The relationship between class complexity and the size of the IoC constructor had not occurred to me before reading this question, but my analysis below suggests that having many arguments in the IoC constructor is a code smell to be aware of when using IoC. Having a goal to stick to a short constructor argument list will help you keep the classes themselves simple. Following the single responsibility principle will guide you towards this goal.
I work on a system that currently has 122 classes that are instantiated using the Spring.NET framework. All relationships between these classes are set up in their constructors. Admittedly, the system has its fair share of less than perfect code where I have broken a few rules. (But, hey, our failures are opportunities to learn!)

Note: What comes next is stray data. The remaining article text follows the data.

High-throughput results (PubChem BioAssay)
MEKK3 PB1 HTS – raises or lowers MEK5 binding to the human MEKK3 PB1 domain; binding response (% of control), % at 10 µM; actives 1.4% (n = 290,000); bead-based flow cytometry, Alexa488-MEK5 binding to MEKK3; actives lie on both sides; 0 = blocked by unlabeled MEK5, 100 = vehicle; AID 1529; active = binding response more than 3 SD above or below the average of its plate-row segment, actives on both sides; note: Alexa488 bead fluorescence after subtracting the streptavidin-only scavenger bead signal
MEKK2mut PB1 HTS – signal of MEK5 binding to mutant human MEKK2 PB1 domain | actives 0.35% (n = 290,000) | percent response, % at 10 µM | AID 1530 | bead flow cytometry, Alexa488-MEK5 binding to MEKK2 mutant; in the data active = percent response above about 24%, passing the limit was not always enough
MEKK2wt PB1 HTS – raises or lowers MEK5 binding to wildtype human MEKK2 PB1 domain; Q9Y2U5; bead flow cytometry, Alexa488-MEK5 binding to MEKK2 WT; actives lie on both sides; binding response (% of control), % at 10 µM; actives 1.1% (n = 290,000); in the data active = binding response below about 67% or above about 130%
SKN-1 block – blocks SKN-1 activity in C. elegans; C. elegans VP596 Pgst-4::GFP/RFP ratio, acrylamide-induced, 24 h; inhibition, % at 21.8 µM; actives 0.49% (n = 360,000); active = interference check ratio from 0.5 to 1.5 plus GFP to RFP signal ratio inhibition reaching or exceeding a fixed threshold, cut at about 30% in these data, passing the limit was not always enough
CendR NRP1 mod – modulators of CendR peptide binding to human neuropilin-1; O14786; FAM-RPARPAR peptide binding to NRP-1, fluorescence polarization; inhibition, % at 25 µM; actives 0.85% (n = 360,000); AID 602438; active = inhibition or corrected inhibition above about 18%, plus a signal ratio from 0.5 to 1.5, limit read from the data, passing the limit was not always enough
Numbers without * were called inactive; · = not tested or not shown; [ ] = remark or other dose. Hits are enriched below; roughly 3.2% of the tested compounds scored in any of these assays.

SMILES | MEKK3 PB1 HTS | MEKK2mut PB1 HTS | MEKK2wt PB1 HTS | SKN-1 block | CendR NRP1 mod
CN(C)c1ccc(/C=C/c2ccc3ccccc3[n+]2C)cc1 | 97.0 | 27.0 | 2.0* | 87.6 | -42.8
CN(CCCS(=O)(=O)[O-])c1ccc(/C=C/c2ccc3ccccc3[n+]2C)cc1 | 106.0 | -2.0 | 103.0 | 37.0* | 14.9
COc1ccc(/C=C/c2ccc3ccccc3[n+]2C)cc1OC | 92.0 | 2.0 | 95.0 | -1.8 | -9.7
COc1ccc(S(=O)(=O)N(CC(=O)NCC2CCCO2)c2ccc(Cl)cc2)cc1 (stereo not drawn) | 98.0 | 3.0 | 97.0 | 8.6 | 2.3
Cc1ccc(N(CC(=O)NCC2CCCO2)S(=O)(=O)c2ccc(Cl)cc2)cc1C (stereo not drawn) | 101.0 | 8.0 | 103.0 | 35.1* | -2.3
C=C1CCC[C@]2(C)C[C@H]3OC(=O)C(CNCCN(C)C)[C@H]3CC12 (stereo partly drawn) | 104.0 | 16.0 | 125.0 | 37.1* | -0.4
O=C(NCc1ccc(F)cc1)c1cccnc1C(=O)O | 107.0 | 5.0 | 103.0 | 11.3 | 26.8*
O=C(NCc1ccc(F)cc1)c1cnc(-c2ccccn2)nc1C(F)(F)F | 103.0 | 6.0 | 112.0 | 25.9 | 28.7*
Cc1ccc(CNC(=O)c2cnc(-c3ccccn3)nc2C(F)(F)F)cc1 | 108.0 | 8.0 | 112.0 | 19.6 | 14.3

The constructors of those classes have varying numbers of arguments, which I show in the table below.
Number of constructor arguments Number of classes
The classes with zero arguments are either concrete strategy classes, or classes that respond to events by sending data to external systems.
Those with 5 or 6 arguments are all somewhat inelegant and could use some refactoring to simplify them.
The four classes with 7 or 8 arguments are excellent examples of God objects. They ought to be broken up, and each is already on my list of trouble-spots within the system.
The remaining classes (1 to 4 arguments) are (mostly) simply designed, easy to understand, and conform to the single responsibility principle.